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Major space companies call on governments to adopt ‘highway code’ to combat space junk

Photo courtesy Shutterstock

Inmarsat is one of 27 signatories to The Space Safety Coalition, which has today published new guidelines for organisations working in space in the face of an exponential increase in the number of spacecraft being launched.

The guidance lays out best practices for space operators, covering technical recommendations and operating procedures, including:

  • Avoiding intentional space object fragmentations or collisions that place other nations’ interests, satellites, or crew at risk.

  • International information sharing between spacecraft owners, operators and stakeholders to avoid future collisions.

  • Prioritising sustainable practices during satellite launches, for example using re-usable launch vehicles or alternative fuels.

  • A list of technical best-practices for designing future spacecraft, including using propulsion systems that prevent gases being released in the atmosphere.

  • A 'rules of the road'-style guidebook for manoeuvring spacecraft to avoid collisions.

  • Considering future technologies when designing spacecraft to make them more sustainable, like in-space inspections, refuelling and disposal options.

  • Improving cybersecurity to reduce the risk of security breaches or unauthorised access of spacecraft.

Inmarsat's Space Sustainability Report, published in 2022, called on the industry, governments and regulators to strengthen regulation in the space sector in the face of an unprecedented increase in the number of spacecraft in orbit.1 The Inmarsat report, produced in partnership with research firm AstroAnalytica, revealed more than 10,000 tonnes of satellite and rocket objects are currently in Earth’s orbit; a figure that could increase dramatically. Data from the European Space Agency shows an exponential increase in satellite launches to Low Earth Orbit in recent years, with almost 3,000 sent to space between 2020 and 2021 alone.2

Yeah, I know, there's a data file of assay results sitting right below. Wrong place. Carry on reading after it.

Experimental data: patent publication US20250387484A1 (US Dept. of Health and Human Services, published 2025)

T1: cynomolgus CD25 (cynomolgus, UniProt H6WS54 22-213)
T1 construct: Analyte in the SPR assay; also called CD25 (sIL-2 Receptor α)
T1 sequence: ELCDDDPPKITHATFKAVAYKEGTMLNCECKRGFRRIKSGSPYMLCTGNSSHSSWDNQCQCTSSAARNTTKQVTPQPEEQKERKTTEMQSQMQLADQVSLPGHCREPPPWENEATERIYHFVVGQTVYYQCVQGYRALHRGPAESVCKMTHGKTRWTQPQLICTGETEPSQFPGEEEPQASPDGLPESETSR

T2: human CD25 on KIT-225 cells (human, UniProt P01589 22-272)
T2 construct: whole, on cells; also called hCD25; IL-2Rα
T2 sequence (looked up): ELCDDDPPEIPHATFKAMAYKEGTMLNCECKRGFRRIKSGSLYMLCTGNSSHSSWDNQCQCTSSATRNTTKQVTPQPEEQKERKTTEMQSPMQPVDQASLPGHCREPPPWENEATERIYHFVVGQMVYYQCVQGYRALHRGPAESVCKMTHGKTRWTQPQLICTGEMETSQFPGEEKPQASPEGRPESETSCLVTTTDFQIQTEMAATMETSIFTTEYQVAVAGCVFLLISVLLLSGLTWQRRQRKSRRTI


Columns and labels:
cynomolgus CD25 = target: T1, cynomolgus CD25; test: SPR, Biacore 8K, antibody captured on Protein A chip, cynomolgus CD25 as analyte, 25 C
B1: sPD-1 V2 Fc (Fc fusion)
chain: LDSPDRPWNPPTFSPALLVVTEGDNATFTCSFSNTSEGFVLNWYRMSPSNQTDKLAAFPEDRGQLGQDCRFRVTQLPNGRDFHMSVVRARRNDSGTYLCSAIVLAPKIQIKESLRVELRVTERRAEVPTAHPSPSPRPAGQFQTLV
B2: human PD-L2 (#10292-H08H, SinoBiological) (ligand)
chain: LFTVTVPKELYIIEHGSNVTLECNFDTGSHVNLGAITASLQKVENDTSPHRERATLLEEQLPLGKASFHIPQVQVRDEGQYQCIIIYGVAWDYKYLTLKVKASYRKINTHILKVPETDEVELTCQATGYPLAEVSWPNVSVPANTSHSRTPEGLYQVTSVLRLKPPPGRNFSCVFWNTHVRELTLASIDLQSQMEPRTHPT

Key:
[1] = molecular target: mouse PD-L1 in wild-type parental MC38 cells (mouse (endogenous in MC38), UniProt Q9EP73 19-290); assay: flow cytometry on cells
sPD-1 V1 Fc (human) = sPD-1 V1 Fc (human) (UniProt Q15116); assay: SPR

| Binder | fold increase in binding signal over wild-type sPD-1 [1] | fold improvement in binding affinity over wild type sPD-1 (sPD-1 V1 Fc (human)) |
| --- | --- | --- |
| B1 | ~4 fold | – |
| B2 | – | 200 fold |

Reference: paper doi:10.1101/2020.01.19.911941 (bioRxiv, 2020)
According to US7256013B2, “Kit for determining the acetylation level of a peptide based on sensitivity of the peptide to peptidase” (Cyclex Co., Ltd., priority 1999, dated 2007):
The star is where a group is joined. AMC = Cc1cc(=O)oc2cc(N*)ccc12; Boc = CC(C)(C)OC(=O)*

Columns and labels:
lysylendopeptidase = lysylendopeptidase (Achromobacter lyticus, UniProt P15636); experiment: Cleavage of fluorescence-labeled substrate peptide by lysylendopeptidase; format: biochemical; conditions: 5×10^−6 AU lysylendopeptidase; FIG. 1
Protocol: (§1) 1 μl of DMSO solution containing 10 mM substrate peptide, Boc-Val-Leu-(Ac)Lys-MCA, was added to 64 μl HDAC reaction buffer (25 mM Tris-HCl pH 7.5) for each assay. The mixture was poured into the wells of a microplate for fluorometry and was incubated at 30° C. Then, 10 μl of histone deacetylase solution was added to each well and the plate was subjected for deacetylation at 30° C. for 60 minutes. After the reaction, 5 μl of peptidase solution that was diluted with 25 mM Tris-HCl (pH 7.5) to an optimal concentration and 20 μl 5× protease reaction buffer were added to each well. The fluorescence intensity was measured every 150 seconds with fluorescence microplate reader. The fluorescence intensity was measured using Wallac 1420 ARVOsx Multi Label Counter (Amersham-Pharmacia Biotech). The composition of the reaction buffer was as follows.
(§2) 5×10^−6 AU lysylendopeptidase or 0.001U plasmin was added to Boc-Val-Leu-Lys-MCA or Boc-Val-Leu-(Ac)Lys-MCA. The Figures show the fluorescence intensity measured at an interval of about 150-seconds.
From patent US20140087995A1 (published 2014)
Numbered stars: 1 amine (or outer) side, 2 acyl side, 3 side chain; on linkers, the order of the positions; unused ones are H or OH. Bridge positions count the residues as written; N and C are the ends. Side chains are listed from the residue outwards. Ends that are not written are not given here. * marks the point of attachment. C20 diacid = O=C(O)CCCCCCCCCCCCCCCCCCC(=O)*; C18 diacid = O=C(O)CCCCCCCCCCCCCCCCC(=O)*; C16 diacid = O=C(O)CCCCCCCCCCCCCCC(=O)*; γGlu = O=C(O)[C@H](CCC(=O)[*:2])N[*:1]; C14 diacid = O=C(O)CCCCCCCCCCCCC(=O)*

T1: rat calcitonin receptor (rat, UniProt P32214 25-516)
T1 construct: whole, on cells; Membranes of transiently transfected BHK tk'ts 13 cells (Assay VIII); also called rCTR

Based on statistical models produced by ESA’s space debris office, it is estimated that there are now 36,500 objects in space larger than 10cm, and an extraordinary 130 million objects between 1mm to 1cm in orbit. All of which move at speeds more than 10,000 kilometres per hour.

Rajeev Suri, CEO, Inmarsat, said "Initiatives like the Space Safety Coalition are an important step towards establishing international best practices and guidelines to protect the space environment, but it is not enough. The clock is ticking, and real action is needed. National regulators everywhere should now use their powers of granting market access to require that satellite operators adhere to best practices like those outlined by the Space Safety Coalition and beyond."


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